Ancient Monuments

History on the Ground

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Bedshiel,cairn 950m NNE of

A Scheduled Monument in Mid Berwickshire, Scottish Borders

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Latitude: 55.7603 / 55°45'37"N

Longitude: -2.4999 / 2°29'59"W

OS Eastings: 368726

OS Northings: 651999

OS Grid: NT687519

Mapcode National: GBR B1ZT.KX

Mapcode Global: WH8X5.KGSX

Entry Name: Bedshiel,cairn 950m NNE of

Scheduled Date: 7 February 1989

Source: Historic Environment Scotland

Source ID: SM4630

Schedule Class: Cultural

Category: Prehistoric ritual and funerary: cairn (type uncertain)

Location: Greenlaw

County: Scottish Borders

Electoral Ward: Mid Berwickshire

Traditional County: Berwickshire


The monument is a burial cairn (now turf covered) of the earlier Bronze Age, some 3500 years old, situated on a knoll on the S slopes of Dirrington Little Law, 950m NNE of Bedshiel farm steading. The cairn measures 6m in diameter and 0.7m in height. There are traces of a shallow ditch around the N half, suggesting the cairn was built, at least in part, of material quarried from around its site. The cairn is likely to cover at least one burial of the earlier Bronze Age; further burials may also have been inserted into the body of the cairn. Traces of activities associated with the construction and use of the cairn may survive in the area around. An area measuring 30m in diameter, centred on the cairn, to include the cairn and the area of archaeological importance around it, is proposed for scheduling.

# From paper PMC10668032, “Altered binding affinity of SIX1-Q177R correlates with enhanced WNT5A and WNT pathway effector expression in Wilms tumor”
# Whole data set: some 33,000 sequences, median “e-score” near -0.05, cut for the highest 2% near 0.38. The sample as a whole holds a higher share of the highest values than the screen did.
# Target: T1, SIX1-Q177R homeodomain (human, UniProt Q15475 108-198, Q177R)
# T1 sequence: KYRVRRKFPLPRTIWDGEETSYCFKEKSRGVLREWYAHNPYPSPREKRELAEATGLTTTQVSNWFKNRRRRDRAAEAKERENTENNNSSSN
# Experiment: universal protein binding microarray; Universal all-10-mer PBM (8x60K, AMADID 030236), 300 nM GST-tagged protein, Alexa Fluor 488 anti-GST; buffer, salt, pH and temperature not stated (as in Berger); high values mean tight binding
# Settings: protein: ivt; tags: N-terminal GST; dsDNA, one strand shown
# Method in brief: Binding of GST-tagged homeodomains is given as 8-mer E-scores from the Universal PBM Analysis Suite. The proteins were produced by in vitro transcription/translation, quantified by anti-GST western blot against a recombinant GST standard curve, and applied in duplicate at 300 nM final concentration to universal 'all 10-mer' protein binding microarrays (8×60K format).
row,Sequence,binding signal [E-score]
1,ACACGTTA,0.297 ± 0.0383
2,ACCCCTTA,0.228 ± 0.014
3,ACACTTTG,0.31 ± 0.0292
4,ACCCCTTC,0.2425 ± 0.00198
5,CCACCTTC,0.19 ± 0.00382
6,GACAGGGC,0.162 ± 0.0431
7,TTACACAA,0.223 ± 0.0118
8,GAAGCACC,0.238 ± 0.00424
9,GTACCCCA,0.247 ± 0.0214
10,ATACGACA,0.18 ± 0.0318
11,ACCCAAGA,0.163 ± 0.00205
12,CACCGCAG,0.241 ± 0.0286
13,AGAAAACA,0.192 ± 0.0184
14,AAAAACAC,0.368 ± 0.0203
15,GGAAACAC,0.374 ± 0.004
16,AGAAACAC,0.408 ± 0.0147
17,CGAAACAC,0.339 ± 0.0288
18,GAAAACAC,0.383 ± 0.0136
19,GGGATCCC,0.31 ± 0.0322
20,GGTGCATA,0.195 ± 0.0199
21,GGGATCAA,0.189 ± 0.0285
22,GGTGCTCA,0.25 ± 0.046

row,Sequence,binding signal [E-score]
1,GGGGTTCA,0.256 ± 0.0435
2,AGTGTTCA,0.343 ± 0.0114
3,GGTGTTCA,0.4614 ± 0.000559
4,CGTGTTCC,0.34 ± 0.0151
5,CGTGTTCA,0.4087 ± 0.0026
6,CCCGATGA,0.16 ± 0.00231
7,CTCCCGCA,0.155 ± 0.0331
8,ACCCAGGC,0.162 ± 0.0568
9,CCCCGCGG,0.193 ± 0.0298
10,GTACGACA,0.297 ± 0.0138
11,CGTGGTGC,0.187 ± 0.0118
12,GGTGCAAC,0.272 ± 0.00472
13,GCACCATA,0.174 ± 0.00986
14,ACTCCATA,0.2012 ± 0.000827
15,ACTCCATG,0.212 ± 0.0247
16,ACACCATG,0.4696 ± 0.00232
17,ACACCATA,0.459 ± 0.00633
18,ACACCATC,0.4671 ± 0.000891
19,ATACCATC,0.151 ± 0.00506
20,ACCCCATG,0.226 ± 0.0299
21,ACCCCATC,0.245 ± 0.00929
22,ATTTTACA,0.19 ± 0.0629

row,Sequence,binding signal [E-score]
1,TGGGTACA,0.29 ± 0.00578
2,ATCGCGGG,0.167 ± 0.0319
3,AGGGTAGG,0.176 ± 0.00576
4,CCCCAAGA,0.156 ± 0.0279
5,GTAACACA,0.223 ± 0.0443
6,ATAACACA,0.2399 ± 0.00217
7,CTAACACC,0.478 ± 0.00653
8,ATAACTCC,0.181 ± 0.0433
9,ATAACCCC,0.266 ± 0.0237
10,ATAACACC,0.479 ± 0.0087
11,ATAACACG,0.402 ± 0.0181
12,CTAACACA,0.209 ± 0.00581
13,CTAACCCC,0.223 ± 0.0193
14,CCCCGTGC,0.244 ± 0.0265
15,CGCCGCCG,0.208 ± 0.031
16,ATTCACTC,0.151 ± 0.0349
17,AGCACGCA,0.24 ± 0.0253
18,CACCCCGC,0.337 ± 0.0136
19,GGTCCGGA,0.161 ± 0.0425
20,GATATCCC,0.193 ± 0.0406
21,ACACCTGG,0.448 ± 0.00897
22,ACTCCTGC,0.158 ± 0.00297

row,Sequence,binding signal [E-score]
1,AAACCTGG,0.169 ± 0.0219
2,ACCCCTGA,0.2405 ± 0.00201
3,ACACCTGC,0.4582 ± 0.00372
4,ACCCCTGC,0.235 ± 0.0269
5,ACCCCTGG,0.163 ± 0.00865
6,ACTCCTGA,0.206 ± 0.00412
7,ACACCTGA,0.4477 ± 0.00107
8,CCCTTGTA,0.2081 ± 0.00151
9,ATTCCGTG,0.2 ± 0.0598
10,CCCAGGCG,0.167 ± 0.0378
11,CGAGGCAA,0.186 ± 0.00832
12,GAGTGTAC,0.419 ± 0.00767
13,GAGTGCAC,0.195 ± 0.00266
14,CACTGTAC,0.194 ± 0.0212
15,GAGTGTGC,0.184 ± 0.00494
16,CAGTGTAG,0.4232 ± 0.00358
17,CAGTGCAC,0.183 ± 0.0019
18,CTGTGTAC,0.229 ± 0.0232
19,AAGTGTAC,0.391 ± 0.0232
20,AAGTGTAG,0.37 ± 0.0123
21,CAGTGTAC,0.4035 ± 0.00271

Source: Historic Environment Scotland

Statement of Scheduling

The monument is a well preserved example of its type. Burials and the remains of the rites associated with burial may survive, under, within and around the cairn; archaeological excavation would recover information of importance which would add to our knowledge of the inhabitants of this part of the country in the earlier Bronze Age. The monument is of national importance to the themes of earlier Bronze Age burial and ceremonial practices. It is of particular interest because of the survival of other cairns in the area; comparison of the burial deposits in all of these would contribute significantly to our knowledge of the variety of burial practices in the period.

Source: Historic Environment Scotland



RCAHMS records the site as NT65SE 4.

Source: Historic Environment Scotland

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